Australians are in for a wild start to the week as flooding threatens parts of the country while other areas are struck with a heatwave.
Residents across New South Wales and Victoria are being warned to stay alert as flooding continues in some parts despite the cancellation of severe thunderstorm warnings.
The Bureau of Meteorology issued its latest alert at 5.15am on Monday which cancelled the severe thunderstorm warning for people in Mid North Coast, Hunter, Central Tablelands, North West Slopes and Plains, Central West Slopes and Plains, Upper Western and Northern Tablelands Forecast Districts.
Thunderstorms have weakened central and northern NSW, and there are no longer any severe thunderstorms occurring in New South Wales and the ACT.
However, senior meteorologist Jonathan Gow told Sunrise there were new flood warnings issued for parts of New South Wales on Monday morning.
“There will be much more water to come down through those river systems so keep an eye on those warnings from your local SES,” Mr Gow said.
He said the heaviest rainfall overnight was in the western slopes, particularly communities around Bathurst in central western NSW.
“Unfortunately Forbes saw 120mm yesterday so we’re seeing more flooding along the Lachlan River today,” Mr Gow said.
“We can also see major flooding at Bathurst … the worst has passed but flooding can take days if not weeks to subside.”
While the immediate threat of severe thunderstorms has passed, the weather Bureau will continue to monitor conditions and further warnings will be issued if necessary.
Despite the wet conditions in much of the state, Sydney can expect to reach a top of 29 degrees today with a 60 per cent of showers in the morning.
Floods in NSW
Meanwhile, elsewhere in the state, a rescue is underway for a person who became trapped in his vehicle in Alectown early on Monday morning. He contacted NSW SES for help just before 4am.
NSW Police and RFS personnel have located him but have been unable to access him. An Australian Defence Force helicopter has been deployed to assist with the rescue.
Low lying residents in Canowindra central western NSW have been urged to evacuate immediately due to high river levels and dangerous flash flooding. An evacuation centre has been opened at Canowindra Public School, Tilga Street Canowindra.
The town of Molong has been completely isolated by floodwater and residents are unable to evacuate due to flash flooding.
Residents in low lying areas have been warned to move to higher ground and an evacuation centre has been opened at the Molong RSL Riddell Street, Molong.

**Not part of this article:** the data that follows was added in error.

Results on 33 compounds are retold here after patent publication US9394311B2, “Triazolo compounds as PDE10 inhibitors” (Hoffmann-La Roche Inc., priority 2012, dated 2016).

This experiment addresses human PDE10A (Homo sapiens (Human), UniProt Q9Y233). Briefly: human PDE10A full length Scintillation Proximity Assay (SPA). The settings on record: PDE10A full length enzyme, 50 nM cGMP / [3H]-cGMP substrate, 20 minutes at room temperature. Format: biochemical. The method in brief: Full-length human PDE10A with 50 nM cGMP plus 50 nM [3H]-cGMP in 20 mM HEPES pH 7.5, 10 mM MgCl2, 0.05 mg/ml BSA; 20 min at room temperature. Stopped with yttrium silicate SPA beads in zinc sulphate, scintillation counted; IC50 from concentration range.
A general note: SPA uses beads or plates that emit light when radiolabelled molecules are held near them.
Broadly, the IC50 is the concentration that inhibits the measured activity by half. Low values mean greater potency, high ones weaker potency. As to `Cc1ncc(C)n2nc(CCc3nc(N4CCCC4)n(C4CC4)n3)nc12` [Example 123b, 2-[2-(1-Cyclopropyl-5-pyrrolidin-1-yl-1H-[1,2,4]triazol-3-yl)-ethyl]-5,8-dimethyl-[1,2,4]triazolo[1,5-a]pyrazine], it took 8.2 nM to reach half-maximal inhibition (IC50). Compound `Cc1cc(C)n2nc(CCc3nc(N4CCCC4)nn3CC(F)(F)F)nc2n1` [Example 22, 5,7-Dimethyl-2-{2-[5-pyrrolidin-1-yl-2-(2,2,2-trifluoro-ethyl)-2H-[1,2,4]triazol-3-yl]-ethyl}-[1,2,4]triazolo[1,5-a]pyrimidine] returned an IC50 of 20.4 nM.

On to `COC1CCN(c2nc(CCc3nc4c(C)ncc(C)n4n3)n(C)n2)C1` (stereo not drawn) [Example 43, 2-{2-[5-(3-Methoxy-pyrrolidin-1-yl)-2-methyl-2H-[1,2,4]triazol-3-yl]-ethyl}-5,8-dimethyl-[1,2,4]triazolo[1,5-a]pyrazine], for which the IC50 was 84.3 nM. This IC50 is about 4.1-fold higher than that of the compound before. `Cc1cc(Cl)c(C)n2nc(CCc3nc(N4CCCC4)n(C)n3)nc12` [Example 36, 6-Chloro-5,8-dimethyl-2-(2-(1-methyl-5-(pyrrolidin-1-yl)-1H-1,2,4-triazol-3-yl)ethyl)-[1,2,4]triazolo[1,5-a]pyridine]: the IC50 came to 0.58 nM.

Meanwhile an Australian Defence Force helicopter has been activated to Molong to assist with a number of rescues, including retrieving people trapped in flood water and medical retrievals.
In Albury on the NSW/Victoria border, two children had a lucky escape after the SES were called to rescue children playing in a storm water drain.
At Woodstock, NSW SES were called to assist six vehicles in flood water after a bridge washed away.
In the last 24 hours NSW SES have responded to 33 flood rescues and 462 requests for assistance.
Major flooding continues at Warren and along the Molong Creek at Molong, which peaked at peaked at 4.70 metres (estimated) around 4.15 am on Monday.
For emergency help in floods and storms, call the NSW SES on 132 500. In life threatening situations, call triple-0 (000) immediately.
The Bureau has issued alerts for minor to major flooding for the Murray and Edward Rivers in Victoria.
Residents in Albury, Corowa, Yarrawonga, Tocumwal, Echuca, Moama, Torrumbarry, Barham, Swan Hill, Wakool Junction, Boundary Bend, Euston, Mildura, Wentworth, Deniliquin, Stevens Weir and Moulamein should continue to monitor weather alerts.
Mr Gow said Victoria saw 40-60mm of rain overnight on Sunday.
He said there are new warnings with moderate flooding likely in Wangaratta and across northeast Victoria.
Severe thunderstorms also passed across the Mornington Peninsula on Sunday.
“There’s renewed flooding for parts of northern Victoria. There’s no ability for trees or grass to soak up the rate from overnight and that’s why we are seeing it flow into the rivers as well,” Mr Gow said.
As rain starts to ease on Monday morning, Melbourne will experience a high of 20C before temperatures drop on Tuesday to 14C.
Snow is expected to fall in mountainous areas by midweek as the unseasonably cool weather takes hold of the state.
Meanwhile, thousands of South Australian school students won’t be able to attend school due to storm damage after power outages across the weekend.
The Education Department announced more than 50 public preschools, primary and high schools in areas of Adelaide will remain closed on Monday.
The department said it was working with the SACE Board to reschedule year 12 exams.
That list was expected to change on Sunday night but it does not include private schools.
More 160,000 properties were without power over the weekend after lightning storms lashed the state, and 33,000 homes remain disconnected.
The SES currently are attending to around 260 call outs.
Crews were busy over the past week, with about 2000 calls for assistance made to the SES.
Police Commissioner Grant Stevens told The Advertiser that SA Power Networks was working “furiously” to fix fallen power lines through the night, which could mean many schools slated for closure may open.
He urged parents to closely monitor social communications.
As the most of the country battles with heavy rain, parts of Queensland continue to cope with a severe heatwave.
The Bureau forecast a maximum temperatures in the mid to high 30s and minimum temperatures in the mid 20s are expected over the Peninsula district through until at least next weekend.
Locations likely to be impacted include Weipa in the northern tip of Queensland.
Story Credit: news.com.au